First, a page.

Reading Guide to: Giddens, A (1979) Central Problems in Social Theory: Action, Structure and Contradiction in Social Analysis, London: The Macmillan Press Ltd


The notion of structuration draws attention to the objective, manifest and active parts of human behaviour and the concreteness of the social systems in which they live. It draws attention to the actualised elements, laid out in space and time, and acting as a process: this helps us avoid running together motives, acts and their social consequences. There is an emphasis on action or praxis, as opposed to say the metaphor of society as a language. Here, an actor's knowledge can be discursive, but this is still limited in its social impact and can be constrained by the power held by others. The approach leads to a form of ideology-critique which is not just epistemological but which draws attention to particular interests masking as generalisable ones -- how this arises is the issue for a critical sociology to investigate. As for functionalism, it is good at pointing out unintended consequences of action, but the effects of these are collapsed and rendered as the goals of society itself. Functionalism really requires some sort of analysis of the sedimenting forces  [the ways in which social institutions actually congeal so to speak -- see Berger and Luckmann], some theory of temporality, an historical dimension (while we are here, historians often ignore structural dimensions in turn). Overall then we have a programme for an adequate social science in structuration theory, which avoids the obvious problems with structuralism, marxism, and functionalism respectively.

Chapter 1 Structuralism and the Theory of the Subject

This chapter focuses upon approaches in structural linguistics and structuralism.

In criticising Saussure, Giddens draws attention to the impossibilities of discussing social systems as if they were merely purely formal combinations of units and rules. This conception ignores a number of important aspects of social life: (a) the activities of human actors in interpreting and using rules and combinations to construct a subjective reality; (b) the duality of social structure itself, which has both a real and virtual existence -- structuralist analysis does admit the possibility of concrete changes in social structures but claims they are largely irrelevant in explaining the more virtual level.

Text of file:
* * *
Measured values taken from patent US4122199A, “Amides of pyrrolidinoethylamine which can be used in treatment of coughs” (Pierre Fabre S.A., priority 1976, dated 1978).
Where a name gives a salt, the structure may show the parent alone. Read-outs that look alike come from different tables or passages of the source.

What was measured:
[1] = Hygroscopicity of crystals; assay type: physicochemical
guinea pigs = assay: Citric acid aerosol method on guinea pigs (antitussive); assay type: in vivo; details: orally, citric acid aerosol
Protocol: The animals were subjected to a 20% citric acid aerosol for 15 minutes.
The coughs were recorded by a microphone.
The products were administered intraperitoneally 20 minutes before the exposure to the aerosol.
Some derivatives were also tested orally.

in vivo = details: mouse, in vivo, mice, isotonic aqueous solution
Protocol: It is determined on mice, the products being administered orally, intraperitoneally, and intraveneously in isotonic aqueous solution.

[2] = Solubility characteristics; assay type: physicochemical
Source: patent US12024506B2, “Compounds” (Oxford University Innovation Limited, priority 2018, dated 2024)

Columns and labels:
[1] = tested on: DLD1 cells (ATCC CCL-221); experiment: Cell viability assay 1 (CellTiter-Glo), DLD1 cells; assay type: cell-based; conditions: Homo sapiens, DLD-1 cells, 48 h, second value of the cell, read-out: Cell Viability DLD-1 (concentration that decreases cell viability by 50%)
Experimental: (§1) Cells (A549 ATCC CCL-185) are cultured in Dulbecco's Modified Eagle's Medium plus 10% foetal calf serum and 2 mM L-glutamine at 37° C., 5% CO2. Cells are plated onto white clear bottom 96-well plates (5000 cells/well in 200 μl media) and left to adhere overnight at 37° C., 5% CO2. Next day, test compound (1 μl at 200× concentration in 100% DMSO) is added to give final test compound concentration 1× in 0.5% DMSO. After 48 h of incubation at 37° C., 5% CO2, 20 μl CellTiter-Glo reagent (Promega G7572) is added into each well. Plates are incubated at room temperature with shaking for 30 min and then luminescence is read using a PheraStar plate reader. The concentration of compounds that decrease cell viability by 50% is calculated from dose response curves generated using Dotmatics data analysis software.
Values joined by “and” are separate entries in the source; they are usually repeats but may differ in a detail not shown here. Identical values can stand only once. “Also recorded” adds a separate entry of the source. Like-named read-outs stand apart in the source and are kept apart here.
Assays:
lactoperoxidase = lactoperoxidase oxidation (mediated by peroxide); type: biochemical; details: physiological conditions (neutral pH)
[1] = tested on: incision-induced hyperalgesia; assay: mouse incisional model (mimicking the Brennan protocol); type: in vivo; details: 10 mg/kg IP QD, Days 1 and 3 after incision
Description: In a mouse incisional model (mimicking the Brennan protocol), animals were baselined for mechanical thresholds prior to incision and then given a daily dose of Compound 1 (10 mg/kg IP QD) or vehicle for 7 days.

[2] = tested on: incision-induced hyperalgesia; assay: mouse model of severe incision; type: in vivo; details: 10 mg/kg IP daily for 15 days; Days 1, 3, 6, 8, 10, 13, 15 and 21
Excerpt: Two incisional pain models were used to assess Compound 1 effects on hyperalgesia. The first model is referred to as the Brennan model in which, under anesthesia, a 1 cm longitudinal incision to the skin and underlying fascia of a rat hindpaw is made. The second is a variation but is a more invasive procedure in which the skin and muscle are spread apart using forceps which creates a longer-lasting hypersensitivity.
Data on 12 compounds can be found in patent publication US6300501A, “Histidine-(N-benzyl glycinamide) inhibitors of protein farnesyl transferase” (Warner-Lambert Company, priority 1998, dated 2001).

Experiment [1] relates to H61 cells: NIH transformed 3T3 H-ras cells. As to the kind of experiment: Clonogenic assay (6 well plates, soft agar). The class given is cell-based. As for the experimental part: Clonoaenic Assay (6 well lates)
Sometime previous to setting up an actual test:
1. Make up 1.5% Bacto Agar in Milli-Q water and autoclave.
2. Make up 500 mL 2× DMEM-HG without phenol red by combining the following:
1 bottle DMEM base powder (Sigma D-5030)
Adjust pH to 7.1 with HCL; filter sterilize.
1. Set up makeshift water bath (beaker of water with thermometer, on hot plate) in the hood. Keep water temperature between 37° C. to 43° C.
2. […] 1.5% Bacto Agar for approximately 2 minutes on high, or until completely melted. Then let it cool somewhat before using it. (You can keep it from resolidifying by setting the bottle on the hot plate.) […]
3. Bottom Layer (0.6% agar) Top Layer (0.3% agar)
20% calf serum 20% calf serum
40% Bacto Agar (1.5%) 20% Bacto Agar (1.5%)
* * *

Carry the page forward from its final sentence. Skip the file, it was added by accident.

Turning to Levi-Strauss, Giddens suggests that the notion of 'structure' here is also really a system, made up of basic units and combinations. However, it is concerned with both content and form, and this leads to some speculation about the role of the unconscious in producing the characteristic structure [of binaries, for example]. Hence Levi-Strauss's work has been called 'Kantianism with no transcendental subject'. However, the subject is only bracketed, not properly dealt with. There is a historical dimension in Levi-Strauss's work, but it is dealt with in various ways, rather than being developed -- thus myths are seen as machines for the suppression of time, and this leads to a notion of the structuring properties themselves as effectively timeless, even though they are repeatable and follow in sequences. Levi -Strauss's is really a fundamentally analytical technique, as when he analyses collections of specific myths 'spirally'  to get at the underlying binary structures [see his work on kinship for a clue] . Given the cognitive emphasis, this work develops away from the practical notion of the social  in classical functionalism [one source of the split with Durkheim]  'Structure' becomes a matter of patterns for both, though, and both fail to distinguish between the different levels of 'system' and 'structure'. There is a tendency for actual events to be seen merely as characteristics of some system [instead of spelling out the structuration processes in more detail -- an example of the point above about how important details and stages can be collapsed in theories like this].

By way of criticism, Levi-Strauss still leaves a gap between the collective unconscious and the actual activity, and in particular the reflexive action of the subject is bracketed, or is seen as a contingent matter only. The unconscious, the structural is still dominant, instead of offering a proper explanation of the duality of structure and system. In particular, social reproduction seems to take place without the intervention of any practical consciousness [except maybe via the occasional bricoleur?]. There is a systematic confusion between the notions of consciousness at the general level and practical consciousness, which is much more concrete, but not easily mapped onto the more general level. Practical consciousness has a particularly important role in being able to reflexively monitor action.

Further, Levi-Strauss is over-formal in his analysis. For example his work on the gift relationship or on the pattern of exchange shows the absence of a proper discussion of the inevitable time dimension to such relationships. [They are not just formally reciprocal, but actually take place over time, and the whole notion is glossed of the tactical nature of the gift, the way which giving a gift places the receiver under an obligation to respond and so on]. This over-formal system seems to avoid the need for cultural interpretation altogether -- one way of avoiding the sort of problems dealt with by hermeneutics -- but there can be no close focus on the contextuality of meaning or the sort of translation issues that seem important [such as how people understand each other, how cultural traditions influence current thinking, and how important actions such as reflexivity actually work]. As Ricoeur argues, these problems are only bracketed and not really abolished, however -- structuralism presupposes some activity such as developing meaningful narratives, or those activities necessary to interpret and repair meaning [and see Bourdieu on the importance of practice on this].